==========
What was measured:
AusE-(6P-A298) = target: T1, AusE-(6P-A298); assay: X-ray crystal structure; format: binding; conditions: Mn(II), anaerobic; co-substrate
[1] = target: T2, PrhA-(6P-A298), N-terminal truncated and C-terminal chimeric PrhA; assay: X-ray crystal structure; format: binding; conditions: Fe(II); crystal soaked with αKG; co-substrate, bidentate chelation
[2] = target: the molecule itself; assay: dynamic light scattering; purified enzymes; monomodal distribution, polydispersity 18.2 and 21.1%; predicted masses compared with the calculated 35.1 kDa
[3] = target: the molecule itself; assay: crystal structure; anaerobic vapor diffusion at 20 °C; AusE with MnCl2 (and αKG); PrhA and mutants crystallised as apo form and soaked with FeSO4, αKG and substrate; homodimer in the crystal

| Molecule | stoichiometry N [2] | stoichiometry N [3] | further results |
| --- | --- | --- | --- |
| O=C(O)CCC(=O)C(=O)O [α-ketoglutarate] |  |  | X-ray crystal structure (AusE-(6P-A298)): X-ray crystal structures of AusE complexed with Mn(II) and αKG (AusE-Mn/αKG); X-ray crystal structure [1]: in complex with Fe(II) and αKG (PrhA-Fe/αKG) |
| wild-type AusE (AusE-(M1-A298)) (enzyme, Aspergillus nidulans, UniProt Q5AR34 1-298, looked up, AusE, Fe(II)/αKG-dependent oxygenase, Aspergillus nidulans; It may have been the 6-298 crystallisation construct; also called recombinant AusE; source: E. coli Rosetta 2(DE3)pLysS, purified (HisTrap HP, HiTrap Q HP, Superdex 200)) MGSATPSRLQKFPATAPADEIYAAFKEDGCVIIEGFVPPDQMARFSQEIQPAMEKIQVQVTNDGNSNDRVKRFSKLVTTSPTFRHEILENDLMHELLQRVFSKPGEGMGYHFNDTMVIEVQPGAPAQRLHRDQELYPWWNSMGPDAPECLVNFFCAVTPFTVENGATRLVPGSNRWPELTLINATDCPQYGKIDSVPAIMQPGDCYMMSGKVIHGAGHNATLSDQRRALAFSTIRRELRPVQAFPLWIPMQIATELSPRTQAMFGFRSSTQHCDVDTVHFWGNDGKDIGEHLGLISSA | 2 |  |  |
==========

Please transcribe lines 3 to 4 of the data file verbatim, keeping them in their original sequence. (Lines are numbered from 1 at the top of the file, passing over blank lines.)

[1] = target: T2, PrhA-(6P-A298), N-terminal truncated and C-terminal chimeric PrhA; assay: X-ray crystal structure; format: binding; conditions: Fe(II); crystal soaked with αKG; co-substrate, bidentate chelation
[2] = target: the molecule itself; assay: dynamic light scattering; purified enzymes; monomodal distribution, polydispersity 18.2 and 21.1%; predicted masses compared with the calculated 35.1 kDa